In December 1989, Charles Taylor- once a minister under Doe’s regime was reported to have infiltrated into Liberia through neighboring Côte d’Ivoire with some sections of Liberian dissidents group. Their mission was to initiate a military (guerrilla) uprising takeover that eventually ignited a full-scale civil war in Liberia.
The Ghana Armed Forces, documents among other things on its website that “…And in early August 1990, ECOWAS mini-summit was held in the Gambian capital of Banjul, from which was created a 4,000-strong ECOWAS Monitoring Group, ECOMOG…”
We might also re-call that the force, which became operative in late August 1990, was initially under the command of the then Forces Commander- Lt. General Arnold Quainoo, who as military history teaches us, held this position in less than a month!
Perhaps, it might be instructive to note that it was during General Quainoo’s leadership that Doe was captured and executed by Prince Yormie Johnson’s break-away Independent Patriotic Front (NPFL). Before then, the embattled President Doe, had fortified himself in the presidential mansion until he was invited for bi-lateral talks.
Thus, it was upon ECOMOG’s invitation that Doe found himself in the web of his fierce opponents (NPFL), who did not only capture the said fugitive and brutal dictator Samuel Doe but also, tortured him before being eventually executed by the Prince Yormie Johnson’s men on 09 September 1990.
We mention in passing that it was against this backdrop that Major General Joshua Dogonyaro, from Nigeria, took over from General Quainoo- the first-ever ECOMOG Commander, after he had left Monrovia for consultations with senior ECOWAS officials soon after the death of Samuel Doe at the hands of Prince Johnson’s NPFL.
The background here is that in 1989, the Economic Community of West African States Monitoring Group (ECOMOG), swiftly contemplated an intervention in Liberia in an effort to end the civil war that in the words of the BBC (30 Jun 2015), eventually rendered some 250,000 people killed and many thousands as refuges.
The Wikipedia notes that Lieutenant-General Joseph Boateng Danquah, the twenty-seventh Chief of Defence Staff (CDS) of the Ghana Armed Forces, was the Commanding Officer of the Second Ghana Battalion of ECOMOG, which was based in Liberia between October 1990 and June 1991. In the words of Adekeye Adebajo, the Standing Mediation Committee, the body that established ECOMOG at its meeting in Banjul, Gambia on 6–7 August 1990 “lacked legal base”.
But we might still recall to memory a video over the capture and killing of General Doe! According to Iconic Photos, the gruesome incident [the torture and the execution of President Doe], was recorded by the INPFL on video tape. “Journalists Stephen Smith of Liberation, Mark Huband and Patrick Robert of French photoagency Sygma (who took the above image of Liberian soldiers posing with the body of Doe)–who were present at the INPFL camp–were given the videotape. It was seen on news reports around the world and was a bestselling film in West Africa. Now even two decades later, it is still doing the rounds in the markets of Monrovia; Johnson sipping a Budweiser as Doe’s ear is cut off became almost an image transplanted from a Shakespearean play or from medieval times.”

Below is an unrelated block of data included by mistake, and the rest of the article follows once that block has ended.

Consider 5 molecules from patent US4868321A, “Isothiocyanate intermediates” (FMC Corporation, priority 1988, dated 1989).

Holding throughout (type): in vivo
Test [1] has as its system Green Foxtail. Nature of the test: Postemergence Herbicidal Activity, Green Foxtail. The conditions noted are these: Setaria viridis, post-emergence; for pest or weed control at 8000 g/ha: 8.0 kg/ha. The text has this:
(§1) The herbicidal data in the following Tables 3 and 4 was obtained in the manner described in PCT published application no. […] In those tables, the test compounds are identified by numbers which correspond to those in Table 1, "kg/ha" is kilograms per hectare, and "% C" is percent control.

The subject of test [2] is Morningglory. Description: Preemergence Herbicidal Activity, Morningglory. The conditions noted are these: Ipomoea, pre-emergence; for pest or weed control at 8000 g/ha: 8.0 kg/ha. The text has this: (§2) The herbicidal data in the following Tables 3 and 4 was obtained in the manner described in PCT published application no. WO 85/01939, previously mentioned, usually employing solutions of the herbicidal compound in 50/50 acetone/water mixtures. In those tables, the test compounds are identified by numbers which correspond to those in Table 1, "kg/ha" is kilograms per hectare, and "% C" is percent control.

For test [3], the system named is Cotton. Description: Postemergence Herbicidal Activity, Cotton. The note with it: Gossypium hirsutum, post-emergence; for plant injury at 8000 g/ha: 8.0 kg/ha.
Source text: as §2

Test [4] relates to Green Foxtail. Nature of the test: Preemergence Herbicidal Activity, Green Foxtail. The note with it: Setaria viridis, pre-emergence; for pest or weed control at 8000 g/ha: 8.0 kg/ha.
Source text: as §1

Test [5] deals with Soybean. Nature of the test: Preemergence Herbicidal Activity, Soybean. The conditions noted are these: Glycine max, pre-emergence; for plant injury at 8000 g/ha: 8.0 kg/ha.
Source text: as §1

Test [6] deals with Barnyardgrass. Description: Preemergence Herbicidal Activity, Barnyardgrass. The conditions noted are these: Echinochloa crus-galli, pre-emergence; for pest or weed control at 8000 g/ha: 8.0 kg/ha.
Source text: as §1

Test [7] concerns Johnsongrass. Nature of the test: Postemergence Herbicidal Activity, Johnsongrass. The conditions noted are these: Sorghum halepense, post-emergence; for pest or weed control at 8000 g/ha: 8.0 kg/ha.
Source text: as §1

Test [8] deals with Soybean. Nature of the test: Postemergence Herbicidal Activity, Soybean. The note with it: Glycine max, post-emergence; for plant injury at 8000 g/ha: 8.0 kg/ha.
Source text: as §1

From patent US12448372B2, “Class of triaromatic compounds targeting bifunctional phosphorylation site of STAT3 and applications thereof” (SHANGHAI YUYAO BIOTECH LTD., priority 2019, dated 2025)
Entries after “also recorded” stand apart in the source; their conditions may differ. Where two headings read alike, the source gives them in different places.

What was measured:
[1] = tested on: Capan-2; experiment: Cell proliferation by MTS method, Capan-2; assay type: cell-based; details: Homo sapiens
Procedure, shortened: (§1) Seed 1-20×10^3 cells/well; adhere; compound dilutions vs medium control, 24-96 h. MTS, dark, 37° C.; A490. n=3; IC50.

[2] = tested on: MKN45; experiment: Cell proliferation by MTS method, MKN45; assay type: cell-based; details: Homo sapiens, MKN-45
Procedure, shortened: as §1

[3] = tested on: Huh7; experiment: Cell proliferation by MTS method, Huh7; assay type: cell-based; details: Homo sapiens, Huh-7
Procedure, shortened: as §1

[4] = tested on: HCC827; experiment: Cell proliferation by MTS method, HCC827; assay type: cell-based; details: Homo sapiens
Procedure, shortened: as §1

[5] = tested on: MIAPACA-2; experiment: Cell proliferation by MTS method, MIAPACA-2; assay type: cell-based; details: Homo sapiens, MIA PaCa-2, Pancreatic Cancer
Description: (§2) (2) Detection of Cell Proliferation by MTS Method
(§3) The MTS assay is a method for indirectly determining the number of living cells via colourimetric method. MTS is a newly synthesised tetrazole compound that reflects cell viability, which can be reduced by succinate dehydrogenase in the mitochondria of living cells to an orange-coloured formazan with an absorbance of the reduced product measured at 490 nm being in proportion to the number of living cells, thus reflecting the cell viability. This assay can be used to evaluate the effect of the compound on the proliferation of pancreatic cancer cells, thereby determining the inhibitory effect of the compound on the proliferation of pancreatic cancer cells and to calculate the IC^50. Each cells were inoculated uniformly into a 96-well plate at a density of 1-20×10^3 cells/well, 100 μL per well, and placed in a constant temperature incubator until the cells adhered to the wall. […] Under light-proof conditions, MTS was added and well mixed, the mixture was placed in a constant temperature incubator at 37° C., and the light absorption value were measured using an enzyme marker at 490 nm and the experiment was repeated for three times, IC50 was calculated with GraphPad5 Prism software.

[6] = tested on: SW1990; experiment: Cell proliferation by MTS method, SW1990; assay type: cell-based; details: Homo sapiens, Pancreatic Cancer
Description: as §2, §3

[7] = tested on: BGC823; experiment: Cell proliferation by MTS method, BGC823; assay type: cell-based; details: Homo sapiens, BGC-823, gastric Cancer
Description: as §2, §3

Commenting on the Doe’s execution, Iconic Photos added that “Samuel Doe who staged a televised execution of the Tolbert government on a sunny beach became the first world leader to be tortured on camera before being executed and his body desecrated. It should have brought the nation full circle, but it did not. More violence under Taylor would kill more Liberians. It was a sad decline for Africa’s first republic.”
On 12 April 1980, Master-Sergeant Doe- an indigenous Krahn led a military coup to topple the government ( True Whig Party) of an Americo-Liberian President- William Richard Tolbert, Jr., who had ruled Liberia from 23 July 1971 – 12 April 1980. Samuel Kanyon Doe was once a chairman of the People’s Redemption Council (PRC)- a military regime which then composed of himself and 14 other low-ranking officers to rule the country. [Doe became a leader of National Democratic Party of Liberia]
SUMMARY NOTES AND CRITICISMS AGAINST ECOMOG – Nigerian scholar Adekeye Adebajo((New York, Council on Foreign Relations, 1993, pp.157-203) wrote in 2002 that “there was merit…in the argument that the establishment of ECOMOG did not conform to the constitutional legal requirements of ECOWAS”. The Standing Mediation Committee, the body that established ECOMOG at its meeting in Banjul, Gambia on 6–7 August 1990, was in the words of Adebajo, ‘on shaky legal foundations.’ Adebajo concludes that the arguments used to establish ECOMOG had more solid grounds in politics than in law. That the Defence Protocol’s guidelines were not followed, and ECOMOG was justified largely on humanitarian grounds.
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